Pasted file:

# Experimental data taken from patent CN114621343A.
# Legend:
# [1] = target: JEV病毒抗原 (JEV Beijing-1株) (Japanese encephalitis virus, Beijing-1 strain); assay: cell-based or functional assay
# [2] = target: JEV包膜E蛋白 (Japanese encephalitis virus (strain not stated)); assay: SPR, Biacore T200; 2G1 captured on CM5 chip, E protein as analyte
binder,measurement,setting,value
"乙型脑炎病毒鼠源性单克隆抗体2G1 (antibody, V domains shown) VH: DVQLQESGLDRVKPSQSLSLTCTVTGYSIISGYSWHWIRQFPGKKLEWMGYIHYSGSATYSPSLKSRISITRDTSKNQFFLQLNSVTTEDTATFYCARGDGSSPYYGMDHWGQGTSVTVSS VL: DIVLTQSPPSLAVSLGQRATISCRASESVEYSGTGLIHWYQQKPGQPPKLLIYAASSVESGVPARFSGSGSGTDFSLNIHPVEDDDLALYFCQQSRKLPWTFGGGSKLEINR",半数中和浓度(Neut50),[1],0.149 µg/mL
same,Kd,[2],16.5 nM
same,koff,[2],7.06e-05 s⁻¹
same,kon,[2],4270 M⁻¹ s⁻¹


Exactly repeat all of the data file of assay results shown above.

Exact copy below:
# Experimental data taken from patent CN114621343A.
# Legend:
# [1] = target: JEV病毒抗原 (JEV Beijing-1株) (Japanese encephalitis virus, Beijing-1 strain); assay: cell-based or functional assay
# [2] = target: JEV包膜E蛋白 (Japanese encephalitis virus (strain not stated)); assay: SPR, Biacore T200; 2G1 captured on CM5 chip, E protein as analyte
binder,measurement,setting,value
"乙型脑炎病毒鼠源性单克隆抗体2G1 (antibody, V domains shown) VH: DVQLQESGLDRVKPSQSLSLTCTVTGYSIISGYSWHWIRQFPGKKLEWMGYIHYSGSATYSPSLKSRISITRDTSKNQFFLQLNSVTTEDTATFYCARGDGSSPYYGMDHWGQGTSVTVSS VL: DIVLTQSPPSLAVSLGQRATISCRASESVEYSGTGLIHWYQQKPGQPPKLLIYAASSVESGVPARFSGSGSGTDFSLNIHPVEDDDLALYFCQQSRKLPWTFGGGSKLEINR",半数中和浓度(Neut50),[1],0.149 µg/mL
same,Kd,[2],16.5 nM
same,koff,[2],7.06e-05 s⁻¹
same,kon,[2],4270 M⁻¹ s⁻¹